Environment and Climate Change

Part of the debate – in the House of Commons at 4:26 pm on 1st May 2019.

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Photo of Preet Kaur Gill Preet Kaur Gill Shadow Minister (International Development) 4:26 pm, 1st May 2019

Climate change is damaging the lives of people in the UK and abroad. We see the impact through the two recent cyclones that have struck Mozambique. A country that usually expects only one major storm every 10 years has had two in two months, with the latest, Cyclone Kenneth, the strongest cyclone ever to hit Africa.

In the UK, climate change is seen as directly responsible for the projected rise in heat-related deaths and flooding, with the poorest and most vulnerable people most likely to bear the brunt. It is a tragedy that those least responsible for climate change suffer the most. We need to act to prevent a global climate disaster, yet the Government are not doing enough.

On emissions, the Government like to talk smugly about what a good job they have done, but the Committee on Climate Change warned last year that the UK will not meet the emission reduction targets laid out in the UK’s clean growth strategy for the fourth and fifth five-year carbon budgets. On biodiversity, too, the Government are falling short, with only five of the 19 targets in the strategic plan for biodiversity set to be achieved.

The Government’s commitment to fighting climate change is enshrined in the sustainable development goals, yet according to UK Stakeholders for Sustainable Development we are underperforming on 72% of the targets that are relevant to the UK, and many of those are also relevant to climate change. Take target 11.6, on reducing the adverse per capita environmental impact of cities, including air pollution: UK100 found that 17.9 million NHS patients in England are registered at a GP practice in an area that exceeds the World Health Organisation annual limit for PM2.5 air pollution.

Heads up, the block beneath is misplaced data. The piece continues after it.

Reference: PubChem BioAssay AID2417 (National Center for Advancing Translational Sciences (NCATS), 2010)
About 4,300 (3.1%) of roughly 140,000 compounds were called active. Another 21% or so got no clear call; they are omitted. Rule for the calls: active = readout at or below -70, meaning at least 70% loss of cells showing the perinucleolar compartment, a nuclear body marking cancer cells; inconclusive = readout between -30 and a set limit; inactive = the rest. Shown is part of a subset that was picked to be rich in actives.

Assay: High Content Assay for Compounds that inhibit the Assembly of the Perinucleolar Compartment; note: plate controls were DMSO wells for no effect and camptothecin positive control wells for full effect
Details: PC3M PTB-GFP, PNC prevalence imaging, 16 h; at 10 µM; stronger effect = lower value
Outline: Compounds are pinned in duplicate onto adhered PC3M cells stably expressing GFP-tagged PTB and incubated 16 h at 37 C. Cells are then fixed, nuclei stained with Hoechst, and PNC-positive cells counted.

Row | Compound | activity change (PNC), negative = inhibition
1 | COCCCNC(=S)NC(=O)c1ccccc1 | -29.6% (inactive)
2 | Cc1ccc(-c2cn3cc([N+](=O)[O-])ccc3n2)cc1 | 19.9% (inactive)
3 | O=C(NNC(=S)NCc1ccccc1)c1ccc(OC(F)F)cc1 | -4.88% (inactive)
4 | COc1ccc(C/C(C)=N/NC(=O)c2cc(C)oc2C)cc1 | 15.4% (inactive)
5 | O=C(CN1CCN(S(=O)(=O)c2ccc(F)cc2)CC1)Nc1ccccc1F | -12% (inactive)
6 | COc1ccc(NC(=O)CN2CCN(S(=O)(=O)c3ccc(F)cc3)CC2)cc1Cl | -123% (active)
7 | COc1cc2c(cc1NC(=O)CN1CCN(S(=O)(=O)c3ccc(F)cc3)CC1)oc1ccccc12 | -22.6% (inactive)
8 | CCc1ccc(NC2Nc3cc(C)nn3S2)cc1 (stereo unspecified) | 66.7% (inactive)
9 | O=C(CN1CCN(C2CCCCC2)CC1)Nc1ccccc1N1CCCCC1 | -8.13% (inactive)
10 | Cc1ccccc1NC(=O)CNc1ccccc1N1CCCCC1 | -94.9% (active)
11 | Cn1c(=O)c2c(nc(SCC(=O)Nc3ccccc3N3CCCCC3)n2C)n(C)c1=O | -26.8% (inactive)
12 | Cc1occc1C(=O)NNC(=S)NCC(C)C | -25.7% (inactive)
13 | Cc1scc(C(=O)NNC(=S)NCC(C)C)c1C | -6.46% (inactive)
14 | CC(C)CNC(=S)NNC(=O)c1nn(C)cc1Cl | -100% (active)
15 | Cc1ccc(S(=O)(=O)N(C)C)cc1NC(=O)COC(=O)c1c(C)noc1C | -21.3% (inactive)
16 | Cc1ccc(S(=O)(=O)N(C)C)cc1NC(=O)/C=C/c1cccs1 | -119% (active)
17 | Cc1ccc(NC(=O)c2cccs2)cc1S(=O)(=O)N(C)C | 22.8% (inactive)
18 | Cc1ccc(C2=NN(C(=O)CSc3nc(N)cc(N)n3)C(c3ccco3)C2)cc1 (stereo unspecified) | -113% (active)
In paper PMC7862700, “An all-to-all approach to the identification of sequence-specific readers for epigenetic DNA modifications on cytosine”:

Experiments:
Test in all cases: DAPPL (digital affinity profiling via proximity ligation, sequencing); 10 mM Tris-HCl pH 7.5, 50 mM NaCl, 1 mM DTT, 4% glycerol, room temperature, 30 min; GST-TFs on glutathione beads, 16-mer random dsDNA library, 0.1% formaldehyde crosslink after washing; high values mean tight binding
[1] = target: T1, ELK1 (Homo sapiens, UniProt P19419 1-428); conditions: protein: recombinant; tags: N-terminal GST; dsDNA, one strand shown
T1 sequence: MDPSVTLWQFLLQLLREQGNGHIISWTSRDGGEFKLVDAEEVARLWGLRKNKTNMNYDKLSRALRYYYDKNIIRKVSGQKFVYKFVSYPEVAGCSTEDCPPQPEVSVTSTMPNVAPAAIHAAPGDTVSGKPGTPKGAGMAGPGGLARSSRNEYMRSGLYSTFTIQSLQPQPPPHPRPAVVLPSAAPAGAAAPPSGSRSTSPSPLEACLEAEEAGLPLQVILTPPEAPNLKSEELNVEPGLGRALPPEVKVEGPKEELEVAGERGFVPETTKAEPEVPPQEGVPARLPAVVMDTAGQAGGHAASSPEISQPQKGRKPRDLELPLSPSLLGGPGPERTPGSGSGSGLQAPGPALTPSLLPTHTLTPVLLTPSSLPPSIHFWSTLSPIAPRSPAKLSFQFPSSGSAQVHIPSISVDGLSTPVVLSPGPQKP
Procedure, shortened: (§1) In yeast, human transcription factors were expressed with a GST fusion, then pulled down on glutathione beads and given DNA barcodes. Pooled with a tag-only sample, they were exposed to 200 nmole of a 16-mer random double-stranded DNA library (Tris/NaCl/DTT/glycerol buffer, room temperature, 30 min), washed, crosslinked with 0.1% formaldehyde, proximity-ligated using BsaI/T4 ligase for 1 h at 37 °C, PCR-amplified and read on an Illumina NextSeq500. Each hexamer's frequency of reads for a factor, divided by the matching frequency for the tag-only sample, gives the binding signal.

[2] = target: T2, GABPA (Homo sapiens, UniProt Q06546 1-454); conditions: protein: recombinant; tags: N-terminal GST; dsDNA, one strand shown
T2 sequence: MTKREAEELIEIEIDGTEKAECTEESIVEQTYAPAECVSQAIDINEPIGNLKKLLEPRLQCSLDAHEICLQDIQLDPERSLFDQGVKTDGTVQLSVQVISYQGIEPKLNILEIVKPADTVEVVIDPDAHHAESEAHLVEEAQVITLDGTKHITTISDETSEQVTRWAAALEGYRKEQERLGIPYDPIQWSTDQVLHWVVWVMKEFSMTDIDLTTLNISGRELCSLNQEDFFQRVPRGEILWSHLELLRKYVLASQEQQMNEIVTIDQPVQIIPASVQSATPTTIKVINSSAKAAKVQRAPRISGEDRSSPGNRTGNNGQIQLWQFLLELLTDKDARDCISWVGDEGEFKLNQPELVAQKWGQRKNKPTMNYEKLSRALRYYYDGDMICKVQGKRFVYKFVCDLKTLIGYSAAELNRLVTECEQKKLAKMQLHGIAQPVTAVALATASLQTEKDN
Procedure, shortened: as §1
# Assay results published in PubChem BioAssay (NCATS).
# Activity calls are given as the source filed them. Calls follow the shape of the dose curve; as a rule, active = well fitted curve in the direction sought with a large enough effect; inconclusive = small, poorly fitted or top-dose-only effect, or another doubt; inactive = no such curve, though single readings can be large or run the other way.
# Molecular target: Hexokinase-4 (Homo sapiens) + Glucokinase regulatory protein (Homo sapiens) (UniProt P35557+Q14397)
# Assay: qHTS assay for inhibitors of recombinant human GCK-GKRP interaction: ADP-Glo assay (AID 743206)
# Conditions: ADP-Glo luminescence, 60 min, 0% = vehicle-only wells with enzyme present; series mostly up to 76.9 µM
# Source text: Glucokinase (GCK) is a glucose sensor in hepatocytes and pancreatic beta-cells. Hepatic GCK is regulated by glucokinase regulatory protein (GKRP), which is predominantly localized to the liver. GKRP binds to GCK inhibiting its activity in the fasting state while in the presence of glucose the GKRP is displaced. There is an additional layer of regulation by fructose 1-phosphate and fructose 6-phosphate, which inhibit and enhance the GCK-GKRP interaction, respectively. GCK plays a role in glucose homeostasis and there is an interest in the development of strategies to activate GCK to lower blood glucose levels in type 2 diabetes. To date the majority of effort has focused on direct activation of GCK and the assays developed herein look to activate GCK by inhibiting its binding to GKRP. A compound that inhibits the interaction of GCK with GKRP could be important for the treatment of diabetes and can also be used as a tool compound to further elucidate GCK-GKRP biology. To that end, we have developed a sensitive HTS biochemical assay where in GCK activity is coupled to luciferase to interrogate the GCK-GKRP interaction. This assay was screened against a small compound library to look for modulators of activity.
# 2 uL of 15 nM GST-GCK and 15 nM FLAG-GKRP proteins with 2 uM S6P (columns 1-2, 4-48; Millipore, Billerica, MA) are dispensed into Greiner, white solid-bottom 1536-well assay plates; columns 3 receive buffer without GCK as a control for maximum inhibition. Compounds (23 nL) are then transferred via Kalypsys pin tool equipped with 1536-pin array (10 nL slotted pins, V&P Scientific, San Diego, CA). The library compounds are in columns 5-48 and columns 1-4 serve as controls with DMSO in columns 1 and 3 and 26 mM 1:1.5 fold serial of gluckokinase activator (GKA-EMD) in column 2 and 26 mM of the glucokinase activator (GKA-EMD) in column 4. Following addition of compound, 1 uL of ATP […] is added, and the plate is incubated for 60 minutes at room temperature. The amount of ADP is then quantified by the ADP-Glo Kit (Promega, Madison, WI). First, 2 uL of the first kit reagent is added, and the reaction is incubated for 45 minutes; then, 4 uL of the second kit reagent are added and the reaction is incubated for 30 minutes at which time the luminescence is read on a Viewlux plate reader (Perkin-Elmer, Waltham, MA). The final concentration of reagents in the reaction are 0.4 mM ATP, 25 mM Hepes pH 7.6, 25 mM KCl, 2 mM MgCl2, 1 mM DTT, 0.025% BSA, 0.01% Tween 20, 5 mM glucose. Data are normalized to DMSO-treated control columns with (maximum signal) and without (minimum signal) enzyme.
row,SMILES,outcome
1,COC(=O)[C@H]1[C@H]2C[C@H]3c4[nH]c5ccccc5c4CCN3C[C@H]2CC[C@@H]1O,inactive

The national Government clearly do not care enough about climate change, but thankfully some of our local elected officials do: Bristol and Liverpool have pledged support for the sustainable development goals; Birmingham approved a motion on the sustainable development goals in November last year; and 59 councils, more than a third of them Labour-run, have declared a climate emergency. Although those are great initiatives, local government needs more support from central Government. Local authorities need resources to invest in better, greener infrastructure, to encourage and support more people to cycle and walk safely and to promote renewables.